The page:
“Storybook houses are an outgrowth of the blurred line of fantasy and reality that is particular to Los Angeles,” says Trudi Sandmeier, a preservationist at the Los Angeles Conservancy. The style pops up across the country, she notes, but nowhere did it attain the popularity it enjoyed in L.A.
Pictured here is the Hobbit House in Culver City. (Kirk McKoy / Los Angeles Times)
But the trend was short-lived. Construction of storybook-style houses all but stopped by the late 1930s.
The Spadena House, Beverly Hills. (Los Angeles Times)
Storybook structures include places that appear to be hobbit houses, witch’s dens, fairy-tale castles and village courts. Though many fine examples have been destroyed and just three are designated landmarks in Los Angeles others are still sprinkled around town.
The Spadena House, also known as Witches House, was bought by its real estate broker to save it from being torn down by a new owner. (Los Angeles Times)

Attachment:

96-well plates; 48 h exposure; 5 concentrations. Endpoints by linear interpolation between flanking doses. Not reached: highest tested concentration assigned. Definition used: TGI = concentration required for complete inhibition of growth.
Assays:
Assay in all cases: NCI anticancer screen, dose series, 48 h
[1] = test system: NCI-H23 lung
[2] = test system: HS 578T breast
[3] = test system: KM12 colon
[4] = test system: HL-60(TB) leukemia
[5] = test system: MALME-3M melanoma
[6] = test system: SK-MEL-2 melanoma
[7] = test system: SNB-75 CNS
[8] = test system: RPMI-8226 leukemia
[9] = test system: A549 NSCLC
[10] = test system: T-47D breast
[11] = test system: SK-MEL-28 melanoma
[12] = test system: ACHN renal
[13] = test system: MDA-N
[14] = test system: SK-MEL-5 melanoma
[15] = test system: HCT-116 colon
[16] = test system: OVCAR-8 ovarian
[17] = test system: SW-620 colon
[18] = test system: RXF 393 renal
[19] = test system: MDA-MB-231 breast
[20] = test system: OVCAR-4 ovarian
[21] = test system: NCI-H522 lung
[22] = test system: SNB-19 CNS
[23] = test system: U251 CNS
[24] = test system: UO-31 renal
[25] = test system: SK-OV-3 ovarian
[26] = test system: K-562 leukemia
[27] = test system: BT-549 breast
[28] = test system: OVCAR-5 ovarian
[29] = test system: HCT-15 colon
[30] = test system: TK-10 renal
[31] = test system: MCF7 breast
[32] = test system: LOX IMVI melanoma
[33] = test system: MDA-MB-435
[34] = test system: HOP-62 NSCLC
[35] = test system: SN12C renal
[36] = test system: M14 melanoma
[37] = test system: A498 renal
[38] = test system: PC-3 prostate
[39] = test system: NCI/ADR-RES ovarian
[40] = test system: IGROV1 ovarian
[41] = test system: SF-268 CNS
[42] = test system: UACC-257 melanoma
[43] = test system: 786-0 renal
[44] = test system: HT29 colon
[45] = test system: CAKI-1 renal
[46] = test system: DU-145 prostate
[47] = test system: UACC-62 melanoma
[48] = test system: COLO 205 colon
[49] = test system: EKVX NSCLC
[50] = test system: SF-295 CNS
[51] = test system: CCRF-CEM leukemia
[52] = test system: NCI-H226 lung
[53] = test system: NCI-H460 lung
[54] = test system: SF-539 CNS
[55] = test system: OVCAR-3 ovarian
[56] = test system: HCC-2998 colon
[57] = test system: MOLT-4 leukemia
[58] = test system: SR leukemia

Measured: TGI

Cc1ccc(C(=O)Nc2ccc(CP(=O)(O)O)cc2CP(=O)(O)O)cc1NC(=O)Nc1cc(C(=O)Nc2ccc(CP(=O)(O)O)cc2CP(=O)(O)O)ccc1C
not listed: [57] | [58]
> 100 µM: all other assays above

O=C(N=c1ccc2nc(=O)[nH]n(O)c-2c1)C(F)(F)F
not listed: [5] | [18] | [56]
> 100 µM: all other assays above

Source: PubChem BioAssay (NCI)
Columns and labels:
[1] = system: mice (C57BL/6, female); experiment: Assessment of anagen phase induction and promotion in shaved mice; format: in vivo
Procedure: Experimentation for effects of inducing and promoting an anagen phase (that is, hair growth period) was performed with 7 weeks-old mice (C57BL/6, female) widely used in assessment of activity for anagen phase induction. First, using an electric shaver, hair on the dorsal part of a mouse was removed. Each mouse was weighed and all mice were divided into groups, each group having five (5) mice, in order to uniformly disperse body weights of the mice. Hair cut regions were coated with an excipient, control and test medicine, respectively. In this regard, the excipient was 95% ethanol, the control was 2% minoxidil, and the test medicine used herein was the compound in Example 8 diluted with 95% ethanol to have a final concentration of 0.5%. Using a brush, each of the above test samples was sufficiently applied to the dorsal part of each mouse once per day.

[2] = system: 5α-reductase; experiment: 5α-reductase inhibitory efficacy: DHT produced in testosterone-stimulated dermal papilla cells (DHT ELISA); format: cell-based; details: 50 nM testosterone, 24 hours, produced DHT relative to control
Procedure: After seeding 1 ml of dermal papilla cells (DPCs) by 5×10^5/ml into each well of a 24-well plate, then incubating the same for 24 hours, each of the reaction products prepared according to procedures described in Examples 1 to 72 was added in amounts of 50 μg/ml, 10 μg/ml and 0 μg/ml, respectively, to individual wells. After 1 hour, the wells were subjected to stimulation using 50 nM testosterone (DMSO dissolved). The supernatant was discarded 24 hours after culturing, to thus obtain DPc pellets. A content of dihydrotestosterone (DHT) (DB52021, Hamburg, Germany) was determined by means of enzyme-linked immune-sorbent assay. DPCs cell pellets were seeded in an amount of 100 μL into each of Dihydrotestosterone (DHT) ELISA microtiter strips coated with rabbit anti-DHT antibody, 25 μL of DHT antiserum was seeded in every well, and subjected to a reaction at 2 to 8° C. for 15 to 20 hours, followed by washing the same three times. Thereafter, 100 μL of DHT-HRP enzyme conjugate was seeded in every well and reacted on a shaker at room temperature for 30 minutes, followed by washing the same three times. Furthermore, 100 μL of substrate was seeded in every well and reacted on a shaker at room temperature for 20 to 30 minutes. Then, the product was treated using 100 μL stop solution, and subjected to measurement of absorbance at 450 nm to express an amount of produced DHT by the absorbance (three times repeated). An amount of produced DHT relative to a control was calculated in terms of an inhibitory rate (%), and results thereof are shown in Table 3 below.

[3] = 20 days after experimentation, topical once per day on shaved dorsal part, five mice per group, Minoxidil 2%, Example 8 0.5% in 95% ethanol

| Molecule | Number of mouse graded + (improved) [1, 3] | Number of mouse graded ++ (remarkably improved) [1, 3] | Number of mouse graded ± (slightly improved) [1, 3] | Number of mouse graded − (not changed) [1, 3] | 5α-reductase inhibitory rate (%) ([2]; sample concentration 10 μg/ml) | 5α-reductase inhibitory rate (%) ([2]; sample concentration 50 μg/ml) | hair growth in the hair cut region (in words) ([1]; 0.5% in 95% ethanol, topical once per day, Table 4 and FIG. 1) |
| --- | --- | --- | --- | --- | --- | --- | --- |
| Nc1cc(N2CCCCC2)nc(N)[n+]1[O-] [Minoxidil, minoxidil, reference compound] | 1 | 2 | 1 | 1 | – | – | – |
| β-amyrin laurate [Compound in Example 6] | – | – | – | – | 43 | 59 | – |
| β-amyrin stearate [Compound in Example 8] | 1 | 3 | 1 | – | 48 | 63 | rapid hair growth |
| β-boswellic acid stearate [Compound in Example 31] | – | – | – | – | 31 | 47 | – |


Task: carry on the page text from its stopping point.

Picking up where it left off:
At a time when midcentury modern is the pinnacle of hip living, when Neutra and Schindler are considered gods by architecture buffs, and when light and space are in high demand, the storybook style has never seemed more out of fashion.
The outside gate at Witches House in Beverly Hills. (Ken Hively / Los Angeles Times)
A house with tiny windows, dark and cozy little rooms and an inherent sense of humor may seem like the opposite of cool, but the storybook style continues to charm fans and inspire new generations. This whimsical Ojai house, owned by architect Mark Whitman and wife Julia, is built around a tree. (Los Angeles Times)
The storybook-style home of Don Brown and Christopher Parson in Los Feliz features a living room with stained-glass windows. (Los Angeles Times)